Visiting Pluto

The American spacecraft, New Horizons, launched almost a decade ago, is as of this Earth morning, some two billion miles away on the other side of our Sun. It is approaching Pluto at an extraordinary speed, on a trajectory that will this coming Tuesday pass over the planet by less than eight thousand miles, before spinning off farther into the Kuiper belt. Aboard, it has equipment including cameras to gather more than one thousand times the data Mariner IV could assimilate during the first planetary fly-past, of Mars fifty years ago.

Those of my age will remember that childhood excitement: perhaps the most dramatic moment in exploration until the manned voyages to the Moon. Extraordinary vistas were opening; the “conquest of space” seemed to be at hand. But now, instead of 12 or 13 minutes, we wait more than five hours for the pictures to return; and the universe seems once again to be spreading out of our reach, far away. (God be with our little spaceship! Keep her online for us through the pass!)

I gather it contains various mementos, including one ounce of the ashes of Clyde Tombaugh (1906–97), who discovered Planet Pluto in 1930. (It has been reclassified recently as a “dwarf planet” by the International Astronomical Union, but I invite gentle reader to ignore those killjoys.) Tombaugh was also a prolific discoverer of asteroids, and a flying saucer enthusiast.

Too, let me add, a skilled astronomical draughtsman, whose sketches of what he saw of Mars and Jupiter through his telescopes are heritage property, to be carefully preserved. Drawings remain more detailed and informative than photographs, because the trained human eye can pick out features that film and pixels tend to blur. On the other hand, the human mind can be unaccountably whimsical, and can in this case work only with the material that optical equipment supplies. The closer the view, the more that can be seen, and it is a pity that today NASA uses draughtsmen only for garish, scientifictional publicity pictures. I attribute this to the general creeping scientism; they also toy with Earth climate data to get more sensational results.

In an old class yearbook, from when I was eleven, my “ambition in life” is marked down as astronomer. Under “fate,” the class wag added, bird watcher.

Pluto I recall as a particular enchantment, and somewhere in my files there may still be a short, scientifictional story I wrote around that time, on a manned voyage to Pluto. I was rather staggered by the plot, on returning to it decades later; for I had all but forgotten a brief “born again” period from my childhood, before the “evangelical atheism” of my adolescence set in. It was a time when I carried a Gideon pocket New Testament around with me, wherever I went, with the intent of memorizing the whole thing, like a good madrasah pupil. (Alas, the New Testament is longer than the Koran, and less rhythmic.)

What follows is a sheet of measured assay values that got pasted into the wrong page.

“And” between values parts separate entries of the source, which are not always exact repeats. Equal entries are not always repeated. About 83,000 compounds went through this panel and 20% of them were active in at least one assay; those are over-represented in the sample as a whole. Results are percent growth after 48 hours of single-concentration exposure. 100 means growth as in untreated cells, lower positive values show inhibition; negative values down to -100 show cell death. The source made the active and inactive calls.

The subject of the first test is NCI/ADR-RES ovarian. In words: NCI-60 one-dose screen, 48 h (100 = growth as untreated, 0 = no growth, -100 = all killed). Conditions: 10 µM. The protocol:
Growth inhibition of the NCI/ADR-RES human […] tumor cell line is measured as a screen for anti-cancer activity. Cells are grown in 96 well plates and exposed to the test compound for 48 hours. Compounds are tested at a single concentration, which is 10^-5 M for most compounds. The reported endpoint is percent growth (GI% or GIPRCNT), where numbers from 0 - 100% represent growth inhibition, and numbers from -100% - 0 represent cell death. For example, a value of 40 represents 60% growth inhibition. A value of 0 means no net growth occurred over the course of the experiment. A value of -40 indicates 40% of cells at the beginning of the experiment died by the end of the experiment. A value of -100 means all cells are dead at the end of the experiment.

The astronauts in my story, after a ten-year voyage, including fly-pasts of planets known to be uninhabited, found a whole civilization in this unlikely place. They were welcomed, cautiously, upon landing among the Plutonians; but had little initial success in conversing with these intelligent creatures, who stood less than a cubit high, and had skins so thick they seemed to be in spacesuits themselves, under their woolly garments; gills for ears, tiny mouths like nostrils, the swivelling eyes of chameleons; relating with each other apparently by eye contact alone. There were birds, too, smaller than our hummingbirds, but with long thin tapering wings; and the strangest array of moss-sized plants and sparkling tiny flowers, what looked like bonsai trees, and grains no taller than unmowed lawn grass — growing about a little town in neatly-kept fields, and waving gently in the thin atmosphere.

Into this small, walled community all went, Plutonians leading, and our Earthling giants following — slowly and carefully climbing over the gates, and choosing only the widest boulevards to avoid damaging the diminutive habitations. Bowls the size of shot glasses were being filled with a Plutonian wine, to offer our visitors. Prelates in gorgeous gowns were striding forward on what resembled miniature camels, and silent anxious crowds were emerging from the houses.

The astronauts moved compulsively towards the largest building, at the centre of this compact metropolis. It was almost Romanesque in design, and had three stone towers, standing one hundred feet high. At the top of each they noticed a Cross. The story concluded with a line one astronaut spoke to another:

“He’s been here, too!”